A strike at India's state-run domestic airline that caused flight chaos across the country has ended, officials say.
The merger is the latest shake-up in the Indian aviation sector
Some 12,000 ground staff at Indian Airlines had been on strike demanding better wages and career prospects.
The were angered at a government plan to merge the struggling airline with the country's international flagship carrier, Air India.
The government says the strike was called off following talks between staff and the airline's management.
Details of Thursday's agreement are not yet clear.
The ground staff began their action on Tuesday night. It led to severe disruption of flight traffic.
Indian Airline's flights are expected to be running back on schedule by Thursday evening, officials say.
Indian Airline's recently formally renamed itself 'Indian'.
The company and Air India have faced increased competition from new private airlines in recent years, and Indian Airlines has seen its market share drop to 20%.
Staff had said that the merger with Air India could lead to job cuts or hurt their future prospects.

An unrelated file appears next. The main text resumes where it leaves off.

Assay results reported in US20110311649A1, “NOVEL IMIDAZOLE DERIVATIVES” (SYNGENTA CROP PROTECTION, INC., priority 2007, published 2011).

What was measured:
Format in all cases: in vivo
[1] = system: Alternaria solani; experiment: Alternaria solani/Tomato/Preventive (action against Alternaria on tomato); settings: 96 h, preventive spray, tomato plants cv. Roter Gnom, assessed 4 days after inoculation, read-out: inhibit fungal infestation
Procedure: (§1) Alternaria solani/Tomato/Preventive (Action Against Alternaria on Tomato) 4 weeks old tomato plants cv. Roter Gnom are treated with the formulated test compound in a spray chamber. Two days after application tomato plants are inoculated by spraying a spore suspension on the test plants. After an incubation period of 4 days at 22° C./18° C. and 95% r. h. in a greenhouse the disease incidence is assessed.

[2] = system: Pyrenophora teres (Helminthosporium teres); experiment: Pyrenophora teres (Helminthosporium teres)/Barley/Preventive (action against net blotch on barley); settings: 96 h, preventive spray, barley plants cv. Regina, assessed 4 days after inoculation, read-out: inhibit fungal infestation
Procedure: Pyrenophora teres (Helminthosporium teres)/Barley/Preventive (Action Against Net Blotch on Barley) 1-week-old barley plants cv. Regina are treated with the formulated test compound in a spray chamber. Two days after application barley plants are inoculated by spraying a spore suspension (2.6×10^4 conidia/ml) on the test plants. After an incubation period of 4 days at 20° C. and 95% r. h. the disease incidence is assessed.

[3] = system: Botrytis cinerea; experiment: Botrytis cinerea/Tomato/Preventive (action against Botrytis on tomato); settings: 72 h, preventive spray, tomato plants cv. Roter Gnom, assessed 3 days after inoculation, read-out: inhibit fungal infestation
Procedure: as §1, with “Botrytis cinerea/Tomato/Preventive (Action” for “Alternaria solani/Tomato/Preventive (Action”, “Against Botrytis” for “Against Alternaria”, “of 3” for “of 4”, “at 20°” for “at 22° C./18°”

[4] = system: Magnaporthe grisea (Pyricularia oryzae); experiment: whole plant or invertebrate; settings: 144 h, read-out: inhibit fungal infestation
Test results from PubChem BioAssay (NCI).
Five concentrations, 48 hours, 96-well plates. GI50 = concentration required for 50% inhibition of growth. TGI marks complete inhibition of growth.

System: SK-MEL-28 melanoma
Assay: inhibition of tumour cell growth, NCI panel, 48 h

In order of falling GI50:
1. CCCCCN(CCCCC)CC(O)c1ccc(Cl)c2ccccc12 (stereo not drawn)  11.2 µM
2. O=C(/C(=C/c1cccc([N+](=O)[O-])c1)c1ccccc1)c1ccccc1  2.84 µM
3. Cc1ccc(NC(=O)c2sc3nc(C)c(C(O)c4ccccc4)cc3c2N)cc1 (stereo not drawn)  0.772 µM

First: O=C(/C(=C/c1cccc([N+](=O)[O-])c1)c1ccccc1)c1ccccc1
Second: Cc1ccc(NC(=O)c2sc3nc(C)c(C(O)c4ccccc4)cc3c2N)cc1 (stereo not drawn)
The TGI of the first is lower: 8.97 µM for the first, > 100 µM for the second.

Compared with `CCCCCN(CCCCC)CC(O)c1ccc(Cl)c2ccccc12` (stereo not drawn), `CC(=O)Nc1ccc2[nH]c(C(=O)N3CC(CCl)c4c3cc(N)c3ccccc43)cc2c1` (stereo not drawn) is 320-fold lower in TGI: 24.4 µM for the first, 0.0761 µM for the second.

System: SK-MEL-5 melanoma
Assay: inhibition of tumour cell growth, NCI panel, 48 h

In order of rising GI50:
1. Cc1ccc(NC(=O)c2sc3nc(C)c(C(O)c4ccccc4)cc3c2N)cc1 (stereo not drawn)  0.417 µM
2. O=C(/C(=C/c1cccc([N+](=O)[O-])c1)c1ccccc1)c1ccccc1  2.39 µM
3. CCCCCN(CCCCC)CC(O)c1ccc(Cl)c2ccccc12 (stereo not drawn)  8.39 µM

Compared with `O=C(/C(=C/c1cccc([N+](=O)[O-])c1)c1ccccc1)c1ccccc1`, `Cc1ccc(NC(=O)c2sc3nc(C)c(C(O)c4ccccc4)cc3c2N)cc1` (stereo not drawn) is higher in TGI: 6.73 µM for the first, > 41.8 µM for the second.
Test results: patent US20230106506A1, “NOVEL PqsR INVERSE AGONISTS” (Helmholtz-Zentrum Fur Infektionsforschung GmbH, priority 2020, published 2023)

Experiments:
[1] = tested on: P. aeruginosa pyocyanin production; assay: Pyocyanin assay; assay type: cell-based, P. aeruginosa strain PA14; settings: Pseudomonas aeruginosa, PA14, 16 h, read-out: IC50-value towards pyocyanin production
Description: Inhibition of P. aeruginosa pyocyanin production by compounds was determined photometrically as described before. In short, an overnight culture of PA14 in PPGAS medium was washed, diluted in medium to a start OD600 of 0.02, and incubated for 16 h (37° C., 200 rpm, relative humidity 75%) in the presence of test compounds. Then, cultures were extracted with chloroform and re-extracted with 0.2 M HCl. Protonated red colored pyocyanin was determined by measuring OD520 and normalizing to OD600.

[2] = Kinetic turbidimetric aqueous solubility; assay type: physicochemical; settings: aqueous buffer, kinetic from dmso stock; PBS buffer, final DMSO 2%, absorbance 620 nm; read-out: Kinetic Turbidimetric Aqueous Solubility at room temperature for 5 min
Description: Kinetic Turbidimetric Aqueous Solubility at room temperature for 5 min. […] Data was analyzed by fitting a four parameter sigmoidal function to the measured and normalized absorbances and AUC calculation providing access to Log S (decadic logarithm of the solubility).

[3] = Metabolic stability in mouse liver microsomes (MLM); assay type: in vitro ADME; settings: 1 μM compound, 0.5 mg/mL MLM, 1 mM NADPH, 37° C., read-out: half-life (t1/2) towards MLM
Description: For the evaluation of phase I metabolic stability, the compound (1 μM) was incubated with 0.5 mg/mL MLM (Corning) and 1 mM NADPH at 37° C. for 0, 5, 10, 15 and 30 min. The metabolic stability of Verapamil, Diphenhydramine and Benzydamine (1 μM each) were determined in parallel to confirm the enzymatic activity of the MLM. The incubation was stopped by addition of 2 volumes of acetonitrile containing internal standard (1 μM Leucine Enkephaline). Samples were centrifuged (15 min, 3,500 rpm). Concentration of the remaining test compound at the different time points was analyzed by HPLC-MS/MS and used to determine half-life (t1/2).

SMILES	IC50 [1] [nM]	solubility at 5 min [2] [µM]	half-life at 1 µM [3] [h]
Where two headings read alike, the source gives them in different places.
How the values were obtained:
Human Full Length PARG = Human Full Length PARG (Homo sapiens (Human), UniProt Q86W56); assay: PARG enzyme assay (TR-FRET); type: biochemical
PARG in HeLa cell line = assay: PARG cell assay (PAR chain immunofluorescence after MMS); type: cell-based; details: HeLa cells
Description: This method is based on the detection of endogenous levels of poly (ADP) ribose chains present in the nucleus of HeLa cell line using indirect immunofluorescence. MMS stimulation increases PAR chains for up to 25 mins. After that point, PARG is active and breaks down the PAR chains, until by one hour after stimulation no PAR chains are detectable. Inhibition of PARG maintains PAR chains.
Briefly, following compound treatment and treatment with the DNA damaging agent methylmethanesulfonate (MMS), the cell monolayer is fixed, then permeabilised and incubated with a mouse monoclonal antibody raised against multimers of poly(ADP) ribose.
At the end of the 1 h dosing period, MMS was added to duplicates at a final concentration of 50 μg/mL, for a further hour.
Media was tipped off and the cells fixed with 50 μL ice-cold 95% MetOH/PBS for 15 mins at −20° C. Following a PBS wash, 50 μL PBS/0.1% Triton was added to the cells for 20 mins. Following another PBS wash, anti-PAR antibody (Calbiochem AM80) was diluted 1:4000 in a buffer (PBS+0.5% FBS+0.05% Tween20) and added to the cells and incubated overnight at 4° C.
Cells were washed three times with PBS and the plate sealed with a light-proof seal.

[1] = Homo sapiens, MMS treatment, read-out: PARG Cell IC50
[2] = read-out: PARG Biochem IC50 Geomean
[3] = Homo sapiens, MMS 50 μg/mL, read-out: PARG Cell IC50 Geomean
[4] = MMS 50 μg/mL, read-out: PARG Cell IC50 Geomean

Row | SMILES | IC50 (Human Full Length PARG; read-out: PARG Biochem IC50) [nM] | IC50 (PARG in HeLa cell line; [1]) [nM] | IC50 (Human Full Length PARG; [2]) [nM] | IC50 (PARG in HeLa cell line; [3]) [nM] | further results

Indian Airlines operates more than 300 flights a day, carrying some 30,000 passengers.
On Wednesday the Delhi High Court declared the strike illegal and ordered the 12,000 employees to resume work.
The government suspended 23 strikers and was threatening action against others.
Civil Aviation Minister Praful Patel said the strike was not in the interests of staff or the airline and employees should understand that in times of competition, passengers had other options.
Set up in 1932, Air India is the country's flagship international airline, serving more than 40 destinations worldwide.
Indian Airlines is focused on the domestic market, but recently began some flights to destinations in Asia and the Middle East.
In the last few years, privately owned rivals such as Jet Airways and Kingfisher Airlines have taken market share from the duo.